This instantly recognisable viaduct is considered one of the wonders of the modern architectural world and it has put Millau on the map for people all over the world. Despite the challenges imposed by the deep Tarn Valley and the strong winds, three years of construction were all that was needed to construct what Sir Norman Foster had designed and what Michel Virlogeux had engineered across the 2.46 kilometre (1.55 mile) gulf between the Larzac and Causse Rouge. The grace and elegance of the structure belie its sheer scale. So make sure that you visit the Aire du Viaduc Visitor Centre where you will discover that the second pier (affectionately referred to as «P2») is actually taller than the Eiffel Tower.
What’s more, it appears that even an Eiffel Tower lying on its side could fit between the 350 metres separating each of the supporting piers! The Millau Viaduct, the longest cable-stayed bridge in the world, is the highlight of the scenic A75 motorway down through the centre of France. Take some time to drive around the well-signposted beauty spots chosen for the vantage points they offer for unforgettable photos of the Viaduct : Brunas, Peyre, Luzençon or Le Panoramique.
Alternatively, in Millau itself, set up your tripod on Pont Lerouge bridge or take it all the way up the stone spiral staircase to the open rooftop viewing gallery of the town’s emblematic bell-tower or Beffroi. For a more original perspective, take a personally guided boat-trip from Creissels with Les Bateliers du Viaduc, who are equally knowledgeable about the Viaduct and the wildlife of the river Tarn.
France has an official list of its 169 Most Beautiful Villages, working out at an average of one or two per département – the Aveyron département has 10! Just five minutes downstream from Millau lies the mediaeval village of Peyre, nestling into a cliff-face that forms a picture-postcard curve overlooking the river Tarn. Up on the Larzac Plateau, the Knights Templar fortified a network of villages in the twelfth century. Today, La Couvertoirade is just a two-minute drive from the A75 motorway, but park in the mandatory car-park at the entrance to the fortified village, designed to maintain the authenticity of this mediaeval jewel.
But you can find a surprising range of picturesque villages all within a 20-km radius of Millau. On your way up the Tarn Valley to the Gorges, stop off at Compeyre, Mostuéjouls, Liaucous or Peyreleau, all of which deserve a special «unspoilt, authentic, mediaeval, panoramic» label of their own! For the best bird’s-eye views of the valley, Caylus, St Marcellin or Capluc are all worth the short climb. On your way up the Dourbie Valley, look out for the beautiful villages of Saint-Véran and Cantobre.
Roquefort-sur-Soulzon, just a 20-minute drive from Millau, is undoubtedly the most world-renowned village in the area, thanks to its eponymous cheese. Find out about the production of this «king of cheeses» with any one of the seven Roquefort cheesemakers who will explain the daily collection of ewe’s milk in the surrounding area and the ripening process in the spectacularly adapted caves with their natural ventilation system of fleurine passages through the rock. While you may be surprised to discover the variety of flavours and textures, you will understand at once both the historical fascination with this gastronomic delicacy, as mentioned by Pliny or Charlemagne, or why it became the first product to earn the prestigious Protected Designation of Origin label… in 1925.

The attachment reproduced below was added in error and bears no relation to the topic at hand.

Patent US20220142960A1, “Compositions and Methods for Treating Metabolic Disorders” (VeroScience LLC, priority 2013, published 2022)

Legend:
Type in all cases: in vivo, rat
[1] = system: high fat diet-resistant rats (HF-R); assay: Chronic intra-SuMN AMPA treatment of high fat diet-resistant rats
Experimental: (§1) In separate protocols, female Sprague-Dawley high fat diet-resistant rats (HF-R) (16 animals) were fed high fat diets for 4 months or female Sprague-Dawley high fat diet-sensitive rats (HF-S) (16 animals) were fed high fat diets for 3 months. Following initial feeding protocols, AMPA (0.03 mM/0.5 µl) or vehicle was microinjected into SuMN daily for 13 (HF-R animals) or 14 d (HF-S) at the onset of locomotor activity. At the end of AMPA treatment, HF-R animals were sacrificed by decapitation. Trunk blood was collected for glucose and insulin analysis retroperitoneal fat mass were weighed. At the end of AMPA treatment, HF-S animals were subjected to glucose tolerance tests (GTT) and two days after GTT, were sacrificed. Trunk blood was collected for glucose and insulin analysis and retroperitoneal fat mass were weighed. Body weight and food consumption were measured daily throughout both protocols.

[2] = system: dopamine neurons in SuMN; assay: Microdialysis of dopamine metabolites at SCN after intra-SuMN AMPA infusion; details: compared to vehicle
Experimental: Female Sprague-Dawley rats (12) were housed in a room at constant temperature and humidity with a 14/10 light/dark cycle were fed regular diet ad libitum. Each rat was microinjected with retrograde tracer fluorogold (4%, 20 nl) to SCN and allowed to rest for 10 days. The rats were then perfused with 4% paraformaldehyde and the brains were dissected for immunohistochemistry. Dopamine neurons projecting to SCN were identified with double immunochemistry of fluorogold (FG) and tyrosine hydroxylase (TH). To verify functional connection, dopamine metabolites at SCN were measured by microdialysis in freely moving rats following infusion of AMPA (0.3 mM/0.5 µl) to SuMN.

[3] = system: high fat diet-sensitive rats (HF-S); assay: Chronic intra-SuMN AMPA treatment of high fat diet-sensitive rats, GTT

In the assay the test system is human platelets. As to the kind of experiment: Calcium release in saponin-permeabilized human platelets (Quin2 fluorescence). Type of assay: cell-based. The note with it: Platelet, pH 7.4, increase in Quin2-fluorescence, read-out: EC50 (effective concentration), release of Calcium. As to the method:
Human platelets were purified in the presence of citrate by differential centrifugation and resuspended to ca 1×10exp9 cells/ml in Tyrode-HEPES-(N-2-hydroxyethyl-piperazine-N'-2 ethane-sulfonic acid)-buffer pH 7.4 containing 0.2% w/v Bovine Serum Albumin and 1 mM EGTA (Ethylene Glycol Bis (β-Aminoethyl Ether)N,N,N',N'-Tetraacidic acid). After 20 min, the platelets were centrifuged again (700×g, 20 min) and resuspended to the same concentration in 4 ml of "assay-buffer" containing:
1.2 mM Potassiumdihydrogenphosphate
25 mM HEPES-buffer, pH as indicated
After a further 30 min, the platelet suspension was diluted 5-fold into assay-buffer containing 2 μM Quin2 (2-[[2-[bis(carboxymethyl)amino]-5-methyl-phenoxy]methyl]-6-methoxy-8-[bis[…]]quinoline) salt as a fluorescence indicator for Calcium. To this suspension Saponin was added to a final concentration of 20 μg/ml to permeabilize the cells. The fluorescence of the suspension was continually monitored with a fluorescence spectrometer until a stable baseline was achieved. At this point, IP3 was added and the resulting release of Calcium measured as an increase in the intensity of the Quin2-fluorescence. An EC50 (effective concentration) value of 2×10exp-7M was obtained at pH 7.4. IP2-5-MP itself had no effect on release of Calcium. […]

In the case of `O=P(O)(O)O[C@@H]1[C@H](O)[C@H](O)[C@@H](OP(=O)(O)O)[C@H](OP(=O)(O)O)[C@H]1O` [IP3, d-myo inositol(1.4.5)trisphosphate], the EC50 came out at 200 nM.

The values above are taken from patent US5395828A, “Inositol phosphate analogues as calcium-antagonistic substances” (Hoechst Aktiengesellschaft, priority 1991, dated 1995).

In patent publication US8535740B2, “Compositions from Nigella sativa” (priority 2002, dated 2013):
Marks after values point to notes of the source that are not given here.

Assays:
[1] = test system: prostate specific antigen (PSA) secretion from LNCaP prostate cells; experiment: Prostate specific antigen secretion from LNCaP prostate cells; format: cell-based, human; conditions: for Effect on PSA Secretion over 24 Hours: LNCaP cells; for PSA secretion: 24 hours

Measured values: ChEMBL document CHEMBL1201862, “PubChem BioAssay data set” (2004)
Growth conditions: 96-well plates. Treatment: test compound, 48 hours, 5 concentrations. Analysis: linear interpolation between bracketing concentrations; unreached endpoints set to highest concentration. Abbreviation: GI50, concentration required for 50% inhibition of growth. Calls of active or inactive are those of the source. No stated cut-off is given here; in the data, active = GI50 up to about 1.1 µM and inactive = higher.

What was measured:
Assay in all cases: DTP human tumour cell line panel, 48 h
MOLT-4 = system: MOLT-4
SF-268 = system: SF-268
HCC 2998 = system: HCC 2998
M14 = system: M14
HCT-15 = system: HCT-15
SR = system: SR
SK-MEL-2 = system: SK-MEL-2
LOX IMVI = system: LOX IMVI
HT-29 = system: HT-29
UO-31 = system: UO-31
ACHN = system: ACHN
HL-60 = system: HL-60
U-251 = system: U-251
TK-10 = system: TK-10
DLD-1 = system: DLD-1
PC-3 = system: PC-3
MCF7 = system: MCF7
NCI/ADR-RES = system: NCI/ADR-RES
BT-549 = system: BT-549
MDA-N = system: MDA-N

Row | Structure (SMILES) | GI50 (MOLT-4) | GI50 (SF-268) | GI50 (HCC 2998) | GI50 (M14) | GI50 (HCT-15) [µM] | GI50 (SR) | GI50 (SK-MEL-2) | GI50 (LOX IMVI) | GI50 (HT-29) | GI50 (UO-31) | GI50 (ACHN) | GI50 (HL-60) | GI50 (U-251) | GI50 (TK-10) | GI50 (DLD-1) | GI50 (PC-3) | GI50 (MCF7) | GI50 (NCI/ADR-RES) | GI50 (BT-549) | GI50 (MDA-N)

Templar & Hospitaller Villages
If you’re looking for a day-tour combining history, ingenious architecture and wonderful scenery, then follow the signposts for the Circuit des Templiers et Hospitaliers up on the Larzac Plateau. The 1,000 year-old fortifications of villages such as Saint-Jean d’Alcas, Le Viala-Pas-de-Jaux or La Cavalerie owe their impressive architectural style to the prowess of the Knights Templar whose role was to protect pilgrims on their way to Jerusalem. Don’t miss the guided tour of the Commandery of Sainte-Eulalie-de-Cernon or La Couvertoirade (another member of prestigious «Most Beautiful Villages in France» list) where you will learn how this order of «monk soldiers» developed unique water-collection techniques using local stone to build roof-cisterns, gutters or the emblematic circular lavogne water-pools to refresh the precious sheep during summer. Indeed this interaction of man with nature over the centuries earned the area its much coveted place for agropastoralism on the UNESCO World Heritage list in 2011.
Town of Art & History
Millau was awarded the «Town of History and Art» label in 2010 thanks to its rich artistic heritage. Two thousand years ago, when it was known as «Condatomagus», it was a production centre for the beautiful terra sigillata pottery that supplied the Roman army throughout their empire, as modern archaeologists throughout Europe can confirm with their work uncovering ceramics from Millau. Leather glove-making developed over time to become the major industry in the town in the 20th century. These centuries of highly skilled Millau leatherwork survive mainly in the high-end leather glove fashion houses, attracting worldwide clientèle, as seen recently with Jennifer Lopez or Nicole Kidman.
Today you can visit the Causse or Fabre glove manufacturers in Millau to see the talented cutters and sewers at work. Millau Museum houses a rich collection explaining the history of glovemaking and its impact on the development of the town. Throughout Millau you will find a variety of art galleries, exhibitions, sculptors, metalworkers and glassblowers. In the town centre, Rue de la Capelle is the street that has brought many of these artistic tradtions together and is well worth a visit.